The third commandment was taken so seriously by Israel that at one time the scribes wouldn’t even write the name Yahweh (Jehovah) until they had first taken a bath and changed their clothes. Then after they had written it, they would take another bath and change their clothes again.
Their focus on the word itself, however, often overlooked the broader implications of the commandment. J. I. Packer says, “What is forbidden is any use or involvement of God’s name that is empty, frivolous, or insincere.” This includes any kind of irreverence, because it fails to take seriously God’s character and reputation which is represented by His name. Nor are we to use the name God or Jesus Christ as profanity, because this expresses neither praise, worship, nor faith.
The commandment also relates to breaking a promise when God’s name is used to back one’s word. But even when no reference is made to God, every promise we make to another is done in God’s presence and is therefore as binding as if we had invoked His name.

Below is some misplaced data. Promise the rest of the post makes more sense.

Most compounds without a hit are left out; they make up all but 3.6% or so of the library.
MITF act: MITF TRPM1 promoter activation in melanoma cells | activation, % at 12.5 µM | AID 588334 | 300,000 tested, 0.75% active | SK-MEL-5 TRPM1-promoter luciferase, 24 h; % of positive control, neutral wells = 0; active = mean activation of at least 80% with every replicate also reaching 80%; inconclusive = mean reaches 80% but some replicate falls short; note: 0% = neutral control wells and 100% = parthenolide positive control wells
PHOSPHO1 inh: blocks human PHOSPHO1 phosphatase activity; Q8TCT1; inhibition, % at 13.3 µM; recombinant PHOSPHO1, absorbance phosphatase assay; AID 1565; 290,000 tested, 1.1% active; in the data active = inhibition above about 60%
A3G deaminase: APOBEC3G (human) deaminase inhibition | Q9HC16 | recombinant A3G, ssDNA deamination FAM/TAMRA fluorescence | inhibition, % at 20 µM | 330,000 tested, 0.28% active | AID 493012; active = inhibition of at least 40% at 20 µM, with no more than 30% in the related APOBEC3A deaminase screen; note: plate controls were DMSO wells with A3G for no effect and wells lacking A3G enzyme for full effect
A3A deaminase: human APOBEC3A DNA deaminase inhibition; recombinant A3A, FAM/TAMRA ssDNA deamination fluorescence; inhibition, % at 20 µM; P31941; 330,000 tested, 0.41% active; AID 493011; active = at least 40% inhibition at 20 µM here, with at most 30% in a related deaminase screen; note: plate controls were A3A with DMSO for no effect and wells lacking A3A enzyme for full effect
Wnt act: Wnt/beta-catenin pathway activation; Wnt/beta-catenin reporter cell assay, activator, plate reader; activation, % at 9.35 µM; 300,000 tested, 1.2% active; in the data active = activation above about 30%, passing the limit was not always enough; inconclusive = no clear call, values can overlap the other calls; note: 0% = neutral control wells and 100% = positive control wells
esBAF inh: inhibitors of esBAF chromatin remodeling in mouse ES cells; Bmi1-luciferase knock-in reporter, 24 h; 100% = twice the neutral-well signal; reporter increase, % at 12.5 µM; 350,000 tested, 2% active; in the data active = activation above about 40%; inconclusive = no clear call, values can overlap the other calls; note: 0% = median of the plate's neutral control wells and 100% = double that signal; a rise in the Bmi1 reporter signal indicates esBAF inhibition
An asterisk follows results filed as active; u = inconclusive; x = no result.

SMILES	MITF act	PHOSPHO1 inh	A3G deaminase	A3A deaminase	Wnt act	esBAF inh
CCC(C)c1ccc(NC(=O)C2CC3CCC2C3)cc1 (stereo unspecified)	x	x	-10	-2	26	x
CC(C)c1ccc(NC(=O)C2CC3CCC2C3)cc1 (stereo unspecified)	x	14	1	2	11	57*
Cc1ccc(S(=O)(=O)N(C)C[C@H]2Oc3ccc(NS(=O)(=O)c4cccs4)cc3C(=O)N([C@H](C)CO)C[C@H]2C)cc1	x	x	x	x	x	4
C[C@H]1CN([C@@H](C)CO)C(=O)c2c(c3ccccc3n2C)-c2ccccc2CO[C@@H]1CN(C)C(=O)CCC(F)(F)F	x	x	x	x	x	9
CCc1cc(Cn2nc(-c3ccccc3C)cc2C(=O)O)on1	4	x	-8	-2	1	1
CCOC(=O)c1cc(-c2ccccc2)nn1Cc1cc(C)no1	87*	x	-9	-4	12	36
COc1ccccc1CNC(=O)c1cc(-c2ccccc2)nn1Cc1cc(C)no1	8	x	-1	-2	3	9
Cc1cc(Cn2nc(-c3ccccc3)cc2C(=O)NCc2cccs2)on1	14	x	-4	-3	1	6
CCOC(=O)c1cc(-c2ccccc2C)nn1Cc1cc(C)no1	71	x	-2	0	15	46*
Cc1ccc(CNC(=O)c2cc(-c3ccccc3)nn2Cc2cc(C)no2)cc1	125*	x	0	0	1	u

How the third commandment condemns us all! But thank God for the name Jesus, which means Savior. He provides the forgiveness and help we need to keep the third commandment and become men and women known for being true to their word.
• In what ways do I hear people misusing God’s name?
• How am I guilty of breaking this command?
If you care about God, handle His name with care.